Multimodality in the Trecvid Evaluations
During this month NIST (National Institute of Standards and Technology) is organizing a set of evaluations called Trecvid in order to test several technologies related to video processing. The Trecvid evaluations (http://www-nlpir.nist.gov/projects/trecvid/) are long-lived yearly events which started in the 90′s with the Trec evaluations on Text recognition, which focused on the processing of text for the tasks of information retrieval. On 2001 the video component was introduced which from 2003 became its own evaluation, which has become very prominent among researchers in the video/image fields.
The trecvid evaluation proposes a set of tasks to be done by the participants using a common benchmark database. Participants are to run their systems in these databases and return a set of answers to the task to the NIST organizers, who evaluate the answers and release later the results and how people did. Results and system descriptions are later explained in a Workshop which joins all researchers having participated. This is a perfect place to compare the different technologies and new ideas in topics of interest both to industry and academia. Trecvid (like many other evaluations by NIST) do not aim at being a competition, but a framework to evaluate technology in a fair way, with the same conditions.
Personally, I had participated in the past to several (3) evaluations from NIST called RT (Rich Transcription evaluations). In these, the data was composed of audio recordings from radio/TV broadcasts or meeting room recordings and the task was 1) to decode what was said in the recordings, and 2) to find how many people were speaking and find where in the recordings each was speaking. The RT’s are very well known within the speech community and have been running for a few years.
With my recent broadening of interests towards multimodal processing I became aware of the Trecvid evaluations, and in particular, of the video copy detection task, whose objective is to find video copies in a video database. In particular, this year we have been given around 400h of reference videos (of many lengths and sources, some of them in black and white and some in other languages than English). In order to test the systems we have been given a set of queries composed of shorter videos which may/may not contain a segment (all the query can be the segment, or it can just be a piece of it) which is a transformation of a segment existent in the reference materials. The transformations are many possible, with different degrees of degradation in the audio and video parts. In the evaluation there are 3 different deadlines, the first one (just passed) is the video-only submission, where the queries are composed only of the video part, no audio. The second deadline is the audio only (August 28th) and the third part is the audio+video submission (1st October). This year is the first where the audio+video analysis is a mandatory submission for all teams.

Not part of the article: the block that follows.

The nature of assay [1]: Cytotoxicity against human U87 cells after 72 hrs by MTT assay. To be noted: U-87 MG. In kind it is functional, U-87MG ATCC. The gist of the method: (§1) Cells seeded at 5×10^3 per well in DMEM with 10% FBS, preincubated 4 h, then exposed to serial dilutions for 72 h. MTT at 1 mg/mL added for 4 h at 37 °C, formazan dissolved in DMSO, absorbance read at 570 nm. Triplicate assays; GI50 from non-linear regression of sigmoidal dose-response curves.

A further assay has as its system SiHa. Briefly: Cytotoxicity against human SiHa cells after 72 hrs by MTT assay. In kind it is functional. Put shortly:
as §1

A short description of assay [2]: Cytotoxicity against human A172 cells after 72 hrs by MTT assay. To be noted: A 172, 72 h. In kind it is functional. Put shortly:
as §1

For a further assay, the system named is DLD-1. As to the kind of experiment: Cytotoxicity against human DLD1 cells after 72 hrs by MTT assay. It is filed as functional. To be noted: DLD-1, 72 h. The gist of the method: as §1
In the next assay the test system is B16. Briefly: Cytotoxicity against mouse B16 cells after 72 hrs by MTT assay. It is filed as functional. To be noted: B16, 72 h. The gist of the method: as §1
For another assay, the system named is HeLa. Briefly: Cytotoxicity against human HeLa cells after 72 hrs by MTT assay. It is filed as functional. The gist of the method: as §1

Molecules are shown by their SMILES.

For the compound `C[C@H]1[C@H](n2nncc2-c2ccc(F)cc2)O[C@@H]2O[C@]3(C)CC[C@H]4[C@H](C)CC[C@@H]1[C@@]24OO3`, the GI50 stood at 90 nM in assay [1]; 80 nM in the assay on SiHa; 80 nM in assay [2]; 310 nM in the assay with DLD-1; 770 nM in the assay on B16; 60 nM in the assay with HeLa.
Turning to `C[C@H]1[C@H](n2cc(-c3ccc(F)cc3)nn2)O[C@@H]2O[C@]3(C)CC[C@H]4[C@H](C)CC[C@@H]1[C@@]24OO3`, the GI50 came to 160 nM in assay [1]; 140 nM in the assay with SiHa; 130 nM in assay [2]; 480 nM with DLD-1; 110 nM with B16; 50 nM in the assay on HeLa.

I find it very interesting that Trecvid and NIST are trying to impulse research in the audio modality within this evaluation from this year on, and I hope this will lead to future years where audio will be at the same level of video, having the audio-only modality be also mandatory for participating labs. I agree that this is not an easy task, as many (or most) of the participating teams are composed of video-only researchers. I think, though (and I can talk with some experience) that getting into the opposite modality in terms of research (from audio into video for me, and from video into audio for most of Trecvid participants) is a very enriching activity, with many new ideas coming from the application of well established techniques to the new modality, which have never been explored because usually the audio and video groups never mix, and sometimes are even in different physical locations.
I see this needed fusion and understanding like the one I was involved in while finishing my EE studies. I knew at that time that I wanted to pursue a career as a speech engineer and therefore searched for the opportunity to join classes in Universities in my city where linguistics classes were taught, in order to get in touch with some of the people and knowledge that I would have to work with later on when working on speech recognition systems or Text to speech applications. This was very enriching personally and professionally. As some professor used to say, I tried to “bridge the gap” between linguists and engineers.
With the audio and video communities I think we should try doing the same, and the Trecvid evals could be on point where both areas get together and discuss on common problems. We can all benefit a lot from multimodality, and definitely the technology will also improve dramatically when we look at the problem from orthogonal perspectives. In order to do so, we need many more activities where audio and video come together into the same umbrella, but also we need some help getting people from the two fields interested in each other. It is not enough to get a European project together where each one does their thing and do not talk to each other. We need real collaboration where algorithms and ideas flow both ways. One good way to start would be to create real multimodal databases where annotations would be of quality both for the audio and the video part.
I am very happy working in a multimodal area and I am very glad I found Trecvid and the video copy detection task, the perfect place where to exercise my ideas.